Victoria Frey, fourth from left, executive director of the Portland Institute for Contemporary Art, speaks during a project meeting at the group's future West End headquarters. (Photo by Sam Tenney/DJC)
A small, local nonprofit is seeking to gain visibility by moving into Portland’s up-and-coming West End, and four of the region’s leading general contracting companies are casting aside old rivalries to help out.
The 419 Building on Southwest 10th Avenue is known for its checkerboard facade, but it has sat vacant for more than 10 years. Now, owner Richard Singer is rehabilitating the building, and the Portland Institute for Contemporary Art is planning to move its offices into the third-floor space next month.
But for PICA to take on the massive tenant improvement project, it needed to take advantage of the connections it has made in the construction industry since it was founded in 1995. In an unprecedented partnership, Howard S. Wright, Walsh Construction, Andersen Construction and Lease Crutcher Lewis all are donating labor and materials as they work together to transform the 5,900-square-foot interior space.
“It’s a unique collaboration – usually we’re competitors working for the same projects and the same types of clients,” said Bill Bezio, project manager for Howard S. Wright. “But it’s been very friendly and amicable. We’re looking out for each other’s interests and for PICA’s interests.”
Singer is planning to rehab the iconic facade and install storefront-style windows on the ground floor. But the empty building had no basic infrastructure when crews began to work on the third floor.
“We thought we’d get started on construction six weeks sooner, but there were a lot of infrastructure problems when we got in there,” said Victoria Frey, executive director of PICA.
The group initially wanted to move into the building by the end of 2011, but the move-in date was pushed to March because of delays related to gas lines, phone service and permitting issues.
The design, created by Eric Philps of SERA Architects, calls for an open, flexible layout that will accommodate offices for 10 staff members as well as a variety of artistic uses and small public events.
A third-floor space in the 419 Building is being renovated by multiple contractors for the Portland Institute for Contemporary Art. (Photo by Sam Tenney/DJC)
“Every designer in town has looked at that building and tried to figure out how to take advantage of what it has to offer,” said Philps, who is also vice-chairman of PICA’s board of trustees. “It’s exciting to see that space become something positive in the neighborhood.”
PICA signed a three-year lease with a three-year extension option at fixed terms that are significantly below market rates, according to Frey. The group had kept its offices in Wieden + Kennedy’s headquarters for nearly a decade, but it’s seeking to expand its presence and visibility by becoming the 419 Building’s anchor tenant.
The nonprofit also hopes to build out the 4,000-square-foot roof-top patio in time to host summer events, but plans and funding for that effort are still uncertain.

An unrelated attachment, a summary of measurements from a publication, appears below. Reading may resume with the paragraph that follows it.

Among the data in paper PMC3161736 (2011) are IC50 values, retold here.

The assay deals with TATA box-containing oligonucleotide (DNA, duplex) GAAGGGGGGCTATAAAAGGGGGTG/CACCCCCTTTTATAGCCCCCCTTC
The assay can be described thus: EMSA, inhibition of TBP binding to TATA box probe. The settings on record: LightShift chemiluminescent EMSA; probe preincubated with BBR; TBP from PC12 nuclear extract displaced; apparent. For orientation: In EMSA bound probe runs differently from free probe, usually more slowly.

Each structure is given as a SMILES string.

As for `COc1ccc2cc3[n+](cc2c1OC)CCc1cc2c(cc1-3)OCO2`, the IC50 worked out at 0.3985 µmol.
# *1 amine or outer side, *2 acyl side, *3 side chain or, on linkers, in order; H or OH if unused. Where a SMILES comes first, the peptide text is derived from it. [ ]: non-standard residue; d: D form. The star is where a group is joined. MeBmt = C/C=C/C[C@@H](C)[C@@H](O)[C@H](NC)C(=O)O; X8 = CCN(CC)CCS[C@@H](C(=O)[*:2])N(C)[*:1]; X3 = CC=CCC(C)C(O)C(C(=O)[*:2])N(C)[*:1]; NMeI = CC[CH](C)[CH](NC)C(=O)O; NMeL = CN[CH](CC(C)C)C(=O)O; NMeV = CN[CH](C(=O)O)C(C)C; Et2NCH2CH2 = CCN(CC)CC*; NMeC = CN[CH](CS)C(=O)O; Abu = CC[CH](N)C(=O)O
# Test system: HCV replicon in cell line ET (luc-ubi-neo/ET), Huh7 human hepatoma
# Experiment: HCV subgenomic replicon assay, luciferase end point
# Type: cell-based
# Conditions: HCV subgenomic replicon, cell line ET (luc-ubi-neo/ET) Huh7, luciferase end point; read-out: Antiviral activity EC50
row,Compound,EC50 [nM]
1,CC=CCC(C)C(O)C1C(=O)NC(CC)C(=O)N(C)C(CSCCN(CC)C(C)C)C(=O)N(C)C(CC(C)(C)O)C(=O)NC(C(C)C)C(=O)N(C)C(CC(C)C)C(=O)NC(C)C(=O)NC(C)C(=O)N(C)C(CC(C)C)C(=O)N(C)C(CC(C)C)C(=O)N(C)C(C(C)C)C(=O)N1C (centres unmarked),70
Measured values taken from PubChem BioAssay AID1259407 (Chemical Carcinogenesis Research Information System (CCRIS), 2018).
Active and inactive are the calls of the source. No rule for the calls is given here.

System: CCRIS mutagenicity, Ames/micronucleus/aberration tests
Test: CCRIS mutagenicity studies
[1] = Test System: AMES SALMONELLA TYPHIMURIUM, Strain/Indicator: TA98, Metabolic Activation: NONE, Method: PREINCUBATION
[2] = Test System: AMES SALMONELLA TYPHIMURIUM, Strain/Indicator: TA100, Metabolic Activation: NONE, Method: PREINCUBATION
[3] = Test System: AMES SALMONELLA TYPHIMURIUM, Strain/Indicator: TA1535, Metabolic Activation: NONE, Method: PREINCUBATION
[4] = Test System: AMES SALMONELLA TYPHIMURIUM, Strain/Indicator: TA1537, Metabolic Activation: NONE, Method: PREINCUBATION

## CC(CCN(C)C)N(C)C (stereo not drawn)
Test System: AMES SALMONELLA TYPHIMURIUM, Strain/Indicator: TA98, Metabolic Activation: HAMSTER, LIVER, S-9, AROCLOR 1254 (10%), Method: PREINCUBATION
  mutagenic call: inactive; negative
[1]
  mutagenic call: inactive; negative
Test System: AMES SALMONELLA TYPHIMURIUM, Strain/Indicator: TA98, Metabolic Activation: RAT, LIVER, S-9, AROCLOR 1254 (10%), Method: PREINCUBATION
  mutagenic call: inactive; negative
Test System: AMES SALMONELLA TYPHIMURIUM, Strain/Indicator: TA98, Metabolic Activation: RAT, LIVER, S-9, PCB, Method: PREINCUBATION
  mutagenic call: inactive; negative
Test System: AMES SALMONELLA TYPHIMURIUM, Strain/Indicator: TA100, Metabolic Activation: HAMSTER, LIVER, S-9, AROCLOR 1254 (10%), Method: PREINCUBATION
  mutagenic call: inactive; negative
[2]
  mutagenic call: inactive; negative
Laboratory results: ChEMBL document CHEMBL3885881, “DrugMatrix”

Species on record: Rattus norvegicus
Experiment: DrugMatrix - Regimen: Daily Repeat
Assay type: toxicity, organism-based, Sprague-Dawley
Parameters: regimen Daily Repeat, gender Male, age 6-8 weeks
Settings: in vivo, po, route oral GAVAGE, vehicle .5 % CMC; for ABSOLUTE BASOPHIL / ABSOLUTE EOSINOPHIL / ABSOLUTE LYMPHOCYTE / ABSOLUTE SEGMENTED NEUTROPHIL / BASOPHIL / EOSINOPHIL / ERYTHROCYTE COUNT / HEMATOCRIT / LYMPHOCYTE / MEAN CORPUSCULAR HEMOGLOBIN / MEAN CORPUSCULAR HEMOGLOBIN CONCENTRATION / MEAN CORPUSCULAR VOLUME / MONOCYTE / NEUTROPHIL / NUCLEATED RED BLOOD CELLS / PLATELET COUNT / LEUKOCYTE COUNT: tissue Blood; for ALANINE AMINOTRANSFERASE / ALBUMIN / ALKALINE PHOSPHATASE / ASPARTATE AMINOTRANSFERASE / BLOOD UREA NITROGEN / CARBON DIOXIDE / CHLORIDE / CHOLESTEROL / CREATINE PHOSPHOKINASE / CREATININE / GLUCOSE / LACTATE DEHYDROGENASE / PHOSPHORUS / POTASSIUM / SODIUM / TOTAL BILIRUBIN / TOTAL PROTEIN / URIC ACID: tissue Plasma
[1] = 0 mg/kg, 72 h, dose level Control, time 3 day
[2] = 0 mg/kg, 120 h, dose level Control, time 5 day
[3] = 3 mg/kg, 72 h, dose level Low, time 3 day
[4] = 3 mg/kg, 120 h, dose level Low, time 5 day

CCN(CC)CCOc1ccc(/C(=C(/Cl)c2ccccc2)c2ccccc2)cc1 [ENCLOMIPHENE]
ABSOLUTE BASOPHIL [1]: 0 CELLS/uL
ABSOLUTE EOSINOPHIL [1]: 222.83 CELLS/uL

“We’re used to going into raw warehouse spaces where we have to repair the roof just to be in it,” Frey said. “That’s how we got a history of this type of ‘barn raising’ activity, and how we developed relationships with people in the construction industry.”
Frey cited an example from a few years ago, when PICA solicited Andersen Construction to build a black, octagonal structure for an event at the Pacific Northwest College of Art.
“They all seem to enjoy the chance to work on creative projects,” she said. “Usually we’ll go to one (of the general contractors) and ask them to help us build walls in a warehouse in the southeast or something, but they’ve never all come together in this scope. It required all of them working together.”
The four companies divvied up the major tasks in the new space, and each brought on subcontractors to aid in the effort. Howard S. Wright, for instance, was tasked with the electrical work; the firm coordinated with five subcontractors that contributed time and materials to build out the raw space.
“It’s an interesting project situation from our perspective,” said Hal Pietrobono, senior project manager for Electrical Construction Co., which has four offices in Oregon as well as one in Seattle and one in Billings, Mont. “It was very well-coordinated with the various electrical subs – we were able to get in and get what we committed to do in a timely manner.”
E C Co. has collaborated with Howard S. Wright on several prior pro bono projects for nonprofits, and this time the company contributed approximately $12,000 of time and materials, according to Pietrobono.
Walsh Construction acted as the general contractor for coordinating and scheduling purposes. The company also procured glass, secured contractors to take care of HVAC work and provided in-house carpentry. Lease Crutcher Lewis took care of plumbing and fixtures, and Andersen coordinated framing.
To complete the work, each general contractor brought on a team of subcontractors; they included Solus Lighting, PAE Consulting Engineers, American Heating, Cherry City Electric, Cochran Telecommunications, Dynalectric, Culver Glass, Harlen’s Drywall and KPFF Consulting Engineers.
All told, the unlikely coalition has donated more than $200,000 in time and labor to the renovation, according to PICA.